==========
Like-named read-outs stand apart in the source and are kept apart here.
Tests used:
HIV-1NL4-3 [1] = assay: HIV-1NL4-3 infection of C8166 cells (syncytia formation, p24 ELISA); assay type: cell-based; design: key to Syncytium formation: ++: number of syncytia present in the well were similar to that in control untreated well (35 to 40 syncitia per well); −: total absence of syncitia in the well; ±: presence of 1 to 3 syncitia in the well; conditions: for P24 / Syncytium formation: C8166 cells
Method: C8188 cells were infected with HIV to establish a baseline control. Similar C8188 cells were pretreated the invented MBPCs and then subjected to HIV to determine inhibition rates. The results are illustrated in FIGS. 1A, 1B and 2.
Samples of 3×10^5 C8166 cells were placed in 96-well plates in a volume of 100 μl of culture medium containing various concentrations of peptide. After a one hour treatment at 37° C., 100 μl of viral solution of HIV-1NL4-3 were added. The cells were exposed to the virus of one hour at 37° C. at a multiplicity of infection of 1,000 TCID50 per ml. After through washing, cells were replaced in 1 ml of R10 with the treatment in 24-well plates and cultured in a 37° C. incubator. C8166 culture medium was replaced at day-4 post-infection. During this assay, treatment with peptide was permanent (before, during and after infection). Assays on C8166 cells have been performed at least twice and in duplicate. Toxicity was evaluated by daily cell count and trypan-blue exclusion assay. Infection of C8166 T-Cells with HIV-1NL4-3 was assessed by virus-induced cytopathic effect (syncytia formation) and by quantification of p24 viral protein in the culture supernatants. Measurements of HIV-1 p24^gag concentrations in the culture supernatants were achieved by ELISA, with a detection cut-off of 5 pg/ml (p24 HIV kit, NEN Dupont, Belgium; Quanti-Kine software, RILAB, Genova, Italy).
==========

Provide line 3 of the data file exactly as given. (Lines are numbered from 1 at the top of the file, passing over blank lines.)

HIV-1NL4-3 [1] = assay: HIV-1NL4-3 infection of C8166 cells (syncytia formation, p24 ELISA); assay type: cell-based; design: key to Syncytium formation: ++: number of syncytia present in the well were similar to that in control untreated well (35 to 40 syncitia per well); −: total absence of syncitia in the well; ±: presence of 1 to 3 syncitia in the well; conditions: for P24 / Syncytium formation: C8166 cells